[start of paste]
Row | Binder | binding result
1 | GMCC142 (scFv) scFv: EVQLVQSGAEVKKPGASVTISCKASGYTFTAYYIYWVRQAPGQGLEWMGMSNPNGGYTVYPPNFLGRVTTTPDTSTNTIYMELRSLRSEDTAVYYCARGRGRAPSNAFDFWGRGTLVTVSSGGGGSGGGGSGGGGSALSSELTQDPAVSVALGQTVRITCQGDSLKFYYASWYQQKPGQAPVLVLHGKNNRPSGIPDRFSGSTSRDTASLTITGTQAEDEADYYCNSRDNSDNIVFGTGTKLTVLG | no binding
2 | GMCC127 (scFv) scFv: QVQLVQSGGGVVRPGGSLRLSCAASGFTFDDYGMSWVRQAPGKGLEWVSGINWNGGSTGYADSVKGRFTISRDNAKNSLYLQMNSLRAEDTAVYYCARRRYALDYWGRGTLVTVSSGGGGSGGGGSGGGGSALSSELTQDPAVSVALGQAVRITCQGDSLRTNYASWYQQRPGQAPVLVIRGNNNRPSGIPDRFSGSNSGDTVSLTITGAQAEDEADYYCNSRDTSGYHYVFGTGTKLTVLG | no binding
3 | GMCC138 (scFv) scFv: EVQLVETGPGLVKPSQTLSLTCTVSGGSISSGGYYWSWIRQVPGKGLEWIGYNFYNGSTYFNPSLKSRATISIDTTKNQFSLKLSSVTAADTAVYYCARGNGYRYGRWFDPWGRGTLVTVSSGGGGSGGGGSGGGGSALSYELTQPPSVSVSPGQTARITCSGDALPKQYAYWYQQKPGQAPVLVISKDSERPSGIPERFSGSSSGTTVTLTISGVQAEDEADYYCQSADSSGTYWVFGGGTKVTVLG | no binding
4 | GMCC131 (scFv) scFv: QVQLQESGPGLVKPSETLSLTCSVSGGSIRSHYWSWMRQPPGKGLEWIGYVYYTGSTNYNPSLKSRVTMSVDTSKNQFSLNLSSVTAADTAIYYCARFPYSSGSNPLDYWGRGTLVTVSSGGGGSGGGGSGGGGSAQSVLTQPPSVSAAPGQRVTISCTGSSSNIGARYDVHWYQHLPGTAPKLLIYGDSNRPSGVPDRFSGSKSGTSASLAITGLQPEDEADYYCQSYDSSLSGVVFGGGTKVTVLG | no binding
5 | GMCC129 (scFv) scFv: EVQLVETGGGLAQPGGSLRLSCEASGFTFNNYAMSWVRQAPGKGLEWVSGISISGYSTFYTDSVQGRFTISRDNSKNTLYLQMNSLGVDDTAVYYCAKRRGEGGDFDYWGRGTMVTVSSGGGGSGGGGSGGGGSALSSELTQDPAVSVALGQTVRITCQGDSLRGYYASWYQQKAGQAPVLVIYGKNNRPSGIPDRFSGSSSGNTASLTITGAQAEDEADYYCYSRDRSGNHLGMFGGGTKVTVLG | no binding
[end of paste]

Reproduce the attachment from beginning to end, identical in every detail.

Row | Binder | binding result
1 | GMCC142 (scFv) scFv: EVQLVQSGAEVKKPGASVTISCKASGYTFTAYYIYWVRQAPGQGLEWMGMSNPNGGYTVYPPNFLGRVTTTPDTSTNTIYMELRSLRSEDTAVYYCARGRGRAPSNAFDFWGRGTLVTVSSGGGGSGGGGSGGGGSALSSELTQDPAVSVALGQTVRITCQGDSLKFYYASWYQQKPGQAPVLVLHGKNNRPSGIPDRFSGSTSRDTASLTITGTQAEDEADYYCNSRDNSDNIVFGTGTKLTVLG | no binding
2 | GMCC127 (scFv) scFv: QVQLVQSGGGVVRPGGSLRLSCAASGFTFDDYGMSWVRQAPGKGLEWVSGINWNGGSTGYADSVKGRFTISRDNAKNSLYLQMNSLRAEDTAVYYCARRRYALDYWGRGTLVTVSSGGGGSGGGGSGGGGSALSSELTQDPAVSVALGQAVRITCQGDSLRTNYASWYQQRPGQAPVLVIRGNNNRPSGIPDRFSGSNSGDTVSLTITGAQAEDEADYYCNSRDTSGYHYVFGTGTKLTVLG | no binding
3 | GMCC138 (scFv) scFv: EVQLVETGPGLVKPSQTLSLTCTVSGGSISSGGYYWSWIRQVPGKGLEWIGYNFYNGSTYFNPSLKSRATISIDTTKNQFSLKLSSVTAADTAVYYCARGNGYRYGRWFDPWGRGTLVTVSSGGGGSGGGGSGGGGSALSYELTQPPSVSVSPGQTARITCSGDALPKQYAYWYQQKPGQAPVLVISKDSERPSGIPERFSGSSSGTTVTLTISGVQAEDEADYYCQSADSSGTYWVFGGGTKVTVLG | no binding
4 | GMCC131 (scFv) scFv: QVQLQESGPGLVKPSETLSLTCSVSGGSIRSHYWSWMRQPPGKGLEWIGYVYYTGSTNYNPSLKSRVTMSVDTSKNQFSLNLSSVTAADTAIYYCARFPYSSGSNPLDYWGRGTLVTVSSGGGGSGGGGSGGGGSAQSVLTQPPSVSAAPGQRVTISCTGSSSNIGARYDVHWYQHLPGTAPKLLIYGDSNRPSGVPDRFSGSKSGTSASLAITGLQPEDEADYYCQSYDSSLSGVVFGGGTKVTVLG | no binding
5 | GMCC129 (scFv) scFv: EVQLVETGGGLAQPGGSLRLSCEASGFTFNNYAMSWVRQAPGKGLEWVSGISISGYSTFYTDSVQGRFTISRDNSKNTLYLQMNSLGVDDTAVYYCAKRRGEGGDFDYWGRGTMVTVSSGGGGSGGGGSGGGGSALSSELTQDPAVSVALGQTVRITCQGDSLRGYYASWYQQKAGQAPVLVIYGKNNRPSGIPDRFSGSSSGNTASLTITGAQAEDEADYYCYSRDRSGNHLGMFGGGTKVTVLG | no binding